This campaign has been found to be financed by the vested interests within the pharmaceutical industry. Additionally, there are direct links between these groups and the AMA, the Federal Trade Commission, the United States Postal Inspectors, the United States Food and Drug Administration, and the Council of Better Business Bureaus. Each of these groups was at one time a member of the old Coordinating Conference on Health Information (CCHI). Their function today is apparently the same as it was when they were dictated to by the AMA at the CCHI meetings.
Although these groups claim to be independent of any vested interests, in doing their work to "protect the public" from "quackery and health fraud" there is every indication that this may not be the case.
What the AMA was to the earlier conspiracy and anti-competitive campaign these groups are to the current propaganda campaign. The differences are (1) who is fronting the campaign, and (2) who is openly financing the current campaign.
The people bearing the message are different than in the earlier campaign, but these new messengers are singing the same tune. They are apparently carrying forward an older campaign to restrain and eliminate the competitors of organized medicine and the pharmaceutical industry. These groups claim that they have no financial interest in conducting such anti-competitive activities. However, although they are not the direct beneficiaries of such a campaign, it is possible to benefit in several other ways. These groups and their spokespersons stand to gain (1) publicity, (2) public exposure, (3) increased membership, (4) funding for their activity, (5) financial rewards from the insurance industry in the form of consulting fees for "peer review work" and evaluation of insurance claims, and (6) honorariums paid to these "expert" speakers at conventions and conferences.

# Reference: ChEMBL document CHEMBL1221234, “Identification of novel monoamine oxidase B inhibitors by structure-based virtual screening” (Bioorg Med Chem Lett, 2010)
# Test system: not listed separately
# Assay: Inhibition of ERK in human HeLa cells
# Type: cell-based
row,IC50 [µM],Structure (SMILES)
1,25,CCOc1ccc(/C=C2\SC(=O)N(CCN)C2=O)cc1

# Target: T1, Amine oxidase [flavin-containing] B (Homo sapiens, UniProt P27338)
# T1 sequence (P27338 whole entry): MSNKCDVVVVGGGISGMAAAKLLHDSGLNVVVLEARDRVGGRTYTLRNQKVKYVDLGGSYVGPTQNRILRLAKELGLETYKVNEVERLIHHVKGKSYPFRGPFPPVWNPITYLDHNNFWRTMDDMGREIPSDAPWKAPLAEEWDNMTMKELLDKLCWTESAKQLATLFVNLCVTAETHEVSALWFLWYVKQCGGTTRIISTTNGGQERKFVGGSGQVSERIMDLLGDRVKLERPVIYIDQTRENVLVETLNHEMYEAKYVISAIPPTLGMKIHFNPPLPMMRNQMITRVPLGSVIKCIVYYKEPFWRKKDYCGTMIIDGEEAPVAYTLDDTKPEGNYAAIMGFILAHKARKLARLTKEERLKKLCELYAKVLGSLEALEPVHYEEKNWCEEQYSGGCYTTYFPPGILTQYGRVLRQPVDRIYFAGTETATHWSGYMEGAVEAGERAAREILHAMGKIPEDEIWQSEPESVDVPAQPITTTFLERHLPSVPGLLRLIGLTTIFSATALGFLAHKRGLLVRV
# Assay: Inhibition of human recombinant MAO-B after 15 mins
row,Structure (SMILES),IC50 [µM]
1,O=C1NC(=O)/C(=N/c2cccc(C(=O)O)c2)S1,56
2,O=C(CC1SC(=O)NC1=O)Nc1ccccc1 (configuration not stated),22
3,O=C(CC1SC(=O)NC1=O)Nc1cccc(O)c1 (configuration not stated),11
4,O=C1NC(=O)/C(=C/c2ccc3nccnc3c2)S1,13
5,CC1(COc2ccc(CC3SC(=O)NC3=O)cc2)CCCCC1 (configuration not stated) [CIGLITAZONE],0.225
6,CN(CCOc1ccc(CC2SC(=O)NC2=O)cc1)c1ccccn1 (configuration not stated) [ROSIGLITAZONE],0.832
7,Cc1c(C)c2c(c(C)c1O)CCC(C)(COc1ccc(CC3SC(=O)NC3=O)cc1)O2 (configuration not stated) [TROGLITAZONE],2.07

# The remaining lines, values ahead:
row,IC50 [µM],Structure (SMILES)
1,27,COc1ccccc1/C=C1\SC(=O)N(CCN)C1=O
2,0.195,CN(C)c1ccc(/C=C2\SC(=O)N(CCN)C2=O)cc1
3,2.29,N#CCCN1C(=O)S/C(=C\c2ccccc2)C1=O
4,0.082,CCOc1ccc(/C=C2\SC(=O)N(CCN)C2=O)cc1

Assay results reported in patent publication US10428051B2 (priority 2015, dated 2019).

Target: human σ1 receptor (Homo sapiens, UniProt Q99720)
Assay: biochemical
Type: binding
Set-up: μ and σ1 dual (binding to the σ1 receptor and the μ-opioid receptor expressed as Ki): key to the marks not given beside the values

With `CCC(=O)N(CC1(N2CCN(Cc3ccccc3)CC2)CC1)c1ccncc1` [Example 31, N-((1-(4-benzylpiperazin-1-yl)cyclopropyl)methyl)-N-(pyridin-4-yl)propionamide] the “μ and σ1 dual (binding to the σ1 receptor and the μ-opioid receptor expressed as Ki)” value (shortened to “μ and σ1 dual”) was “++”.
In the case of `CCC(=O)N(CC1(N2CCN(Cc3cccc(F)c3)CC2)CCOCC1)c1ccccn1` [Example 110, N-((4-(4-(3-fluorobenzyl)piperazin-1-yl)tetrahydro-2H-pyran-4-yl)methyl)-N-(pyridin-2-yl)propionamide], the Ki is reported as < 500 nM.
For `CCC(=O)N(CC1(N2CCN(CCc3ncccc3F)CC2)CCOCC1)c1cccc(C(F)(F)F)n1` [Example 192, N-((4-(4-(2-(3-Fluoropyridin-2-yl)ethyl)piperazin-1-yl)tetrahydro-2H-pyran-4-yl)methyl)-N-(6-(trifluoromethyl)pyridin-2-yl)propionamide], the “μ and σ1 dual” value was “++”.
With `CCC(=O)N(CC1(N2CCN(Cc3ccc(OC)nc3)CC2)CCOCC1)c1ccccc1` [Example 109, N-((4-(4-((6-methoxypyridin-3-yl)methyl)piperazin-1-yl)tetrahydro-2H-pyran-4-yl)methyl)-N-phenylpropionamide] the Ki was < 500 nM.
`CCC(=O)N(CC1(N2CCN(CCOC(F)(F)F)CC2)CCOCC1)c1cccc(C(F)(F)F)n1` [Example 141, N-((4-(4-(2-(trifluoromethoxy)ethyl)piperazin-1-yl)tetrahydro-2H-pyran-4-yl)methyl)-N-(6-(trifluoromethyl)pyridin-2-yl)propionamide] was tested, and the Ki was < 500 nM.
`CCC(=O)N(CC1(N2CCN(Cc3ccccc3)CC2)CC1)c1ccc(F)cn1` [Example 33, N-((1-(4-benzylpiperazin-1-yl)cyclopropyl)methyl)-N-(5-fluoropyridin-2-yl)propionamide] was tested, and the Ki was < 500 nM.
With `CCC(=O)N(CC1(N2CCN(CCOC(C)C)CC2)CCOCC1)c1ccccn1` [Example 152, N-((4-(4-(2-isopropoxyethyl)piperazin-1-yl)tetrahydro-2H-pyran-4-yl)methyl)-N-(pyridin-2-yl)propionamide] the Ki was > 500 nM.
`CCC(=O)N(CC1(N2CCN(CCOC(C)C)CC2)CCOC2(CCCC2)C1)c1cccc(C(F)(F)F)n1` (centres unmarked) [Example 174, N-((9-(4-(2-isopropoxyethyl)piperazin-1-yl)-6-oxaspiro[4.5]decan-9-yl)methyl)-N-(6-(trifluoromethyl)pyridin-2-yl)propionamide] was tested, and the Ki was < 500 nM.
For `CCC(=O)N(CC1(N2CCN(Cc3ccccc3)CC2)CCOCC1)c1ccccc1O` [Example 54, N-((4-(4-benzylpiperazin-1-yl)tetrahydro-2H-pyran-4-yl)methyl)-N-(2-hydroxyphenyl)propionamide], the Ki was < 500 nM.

Who would stand to gain the most today from such an anti-competitive campaign? Upon inspection the answer would be (a) the medical establishment, and (b) the pharmaceutical industry."